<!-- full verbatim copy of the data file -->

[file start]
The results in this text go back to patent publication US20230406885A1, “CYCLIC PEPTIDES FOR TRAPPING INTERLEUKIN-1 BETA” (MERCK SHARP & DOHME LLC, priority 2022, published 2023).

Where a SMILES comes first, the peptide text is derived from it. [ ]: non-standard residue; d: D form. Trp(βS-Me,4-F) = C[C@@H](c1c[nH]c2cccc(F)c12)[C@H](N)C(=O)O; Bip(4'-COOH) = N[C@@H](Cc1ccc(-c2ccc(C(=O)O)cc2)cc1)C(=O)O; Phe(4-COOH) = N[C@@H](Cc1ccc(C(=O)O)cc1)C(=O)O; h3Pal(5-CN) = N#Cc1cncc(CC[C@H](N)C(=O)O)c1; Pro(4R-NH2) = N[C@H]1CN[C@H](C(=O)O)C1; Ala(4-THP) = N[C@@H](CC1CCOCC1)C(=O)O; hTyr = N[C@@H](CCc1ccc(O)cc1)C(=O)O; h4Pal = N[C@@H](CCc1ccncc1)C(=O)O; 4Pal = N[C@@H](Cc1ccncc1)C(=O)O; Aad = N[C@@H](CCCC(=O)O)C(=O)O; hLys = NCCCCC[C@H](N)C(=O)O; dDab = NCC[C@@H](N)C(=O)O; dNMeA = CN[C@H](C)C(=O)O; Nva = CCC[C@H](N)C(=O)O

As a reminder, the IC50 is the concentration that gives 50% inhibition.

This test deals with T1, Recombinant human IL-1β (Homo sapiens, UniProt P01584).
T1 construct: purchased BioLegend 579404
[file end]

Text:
The results in this text go back to patent publication US20230406885A1, “CYCLIC PEPTIDES FOR TRAPPING INTERLEUKIN-1 BETA” (MERCK SHARP & DOHME LLC, priority 2022, published 2023).

Where a SMILES comes first, the peptide text is derived from it. [ ]: non-standard residue; d: D form. Trp(βS-Me,4-F) = C[C@@H](c1c[nH]c2cccc(F)c12)[C@H](N)C(=O)O; Bip(4'-COOH) = N[C@@H](Cc1ccc(-c2ccc(C(=O)O)cc2)cc1)C(=O)O; Phe(4-COOH) = N[C@@H](Cc1ccc(C(=O)O)cc1)C(=O)O; h3Pal(5-CN) = N#Cc1cncc(CC[C@H](N)C(=O)O)c1; Pro(4R-NH2) = N[C@H]1CN[C@H](C(=O)O)C1; Ala(4-THP) = N[C@@H](CC1CCOCC1)C(=O)O; hTyr = N[C@@H](CCc1ccc(O)cc1)C(=O)O; h4Pal = N[C@@H](CCc1ccncc1)C(=O)O; 4Pal = N[C@@H](Cc1ccncc1)C(=O)O; Aad = N[C@@H](CCCC(=O)O)C(=O)O; hLys = NCCCCC[C@H](N)C(=O)O; dDab = NCC[C@@H](N)C(=O)O; dNMeA = CN[C@H](C)C(=O)O; Nva = CCC[C@H](N)C(=O)O

As a reminder, the IC50 is the concentration that gives 50% inhibition.

This test deals with T1, Recombinant human IL-1β (Homo sapiens, UniProt P01584).
T1 construct: purchased BioLegend 579404